Messing about on the River: Kerala’s Backwaters

Backwater cruises are everywhere in Kerala. From the government tourist office to your guesthouse, everybody will try to sell you a trip on a converted rice barge.

But if you’d like to see the backwaters in a more low-key way, then a trip in a traditional wooden canoe might be just the ticket. Travelling almost at water level, you’ll get off the main rivers into a network of narrow canals and see village life close up.

Canoe trips last from 1 hour to 1 day (6-7 hours, including stops for snacks and sightseeing). They’re cheaper than houseboat stays, and with no engine they’re more eco-friendly. For a small canoe, 4 adults would be a comfortable maximum.

The villagers in the backwaters make their livings from a mixture of subsistence farming, coir-rope making, fishing and boat-building. You will undoubtedly be taken to a rope-making demonstration – this is where the ropes for Keralan fishing nets are made.

Many canals are only a few feet wide and a few feet deep. On my trip, the canopy of palm trees was so thick and the water so still that I felt like the canoe was skimming over green silk.

We stopped to watch a lady making a coir rope. Walking backwards from a spinning wheel, she wove shredded coconut husks into a rope. She said she could make up to 400m of rope a day like this, most of which ended up as coir mats.

 

 

 

 

Then we glided past fish farms, strung over with blue nets to keep the birds off. 3 fishermen paddled past us in their canoe, calling out to villagers as they went. The tap-tap of hammer and nails indicated that boat-builders were at work.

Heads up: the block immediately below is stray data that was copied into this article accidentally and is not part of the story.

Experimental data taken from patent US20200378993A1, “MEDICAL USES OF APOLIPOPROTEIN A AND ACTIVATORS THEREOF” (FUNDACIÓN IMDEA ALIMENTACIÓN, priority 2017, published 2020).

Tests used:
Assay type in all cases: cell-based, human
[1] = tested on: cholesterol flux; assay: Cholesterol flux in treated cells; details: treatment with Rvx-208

We stopped for a snack in another village. A mother poured chai for us while her daughter giggled at me. A few photos later and it was time to head back. Ducking under the palm branches that criss-cross the narrow canals, we went back onto the main river.

The canal network is well-maintained: expect to see stone-reinforced banks, dredging machines and concrete bridges.

Or, as my guide put it when I asked him:

“Canals are the same as highways here”

I couldn’t have put it better myself.

 

Where: Allappuzha, Kollam, Kochi, Varkala or Kovalam are good places to start

When: Year-round (weather permitting during monsoo)

How much: A half-day trip costs around Rs700-800

Don’t Forget: Water, Sunblock, Hat (there is no shade on the canoes). Small change for tips and snacks

Good to know: Many villagers here live at subsistence level. Any purchases you make or gifts for children are much appreciated.

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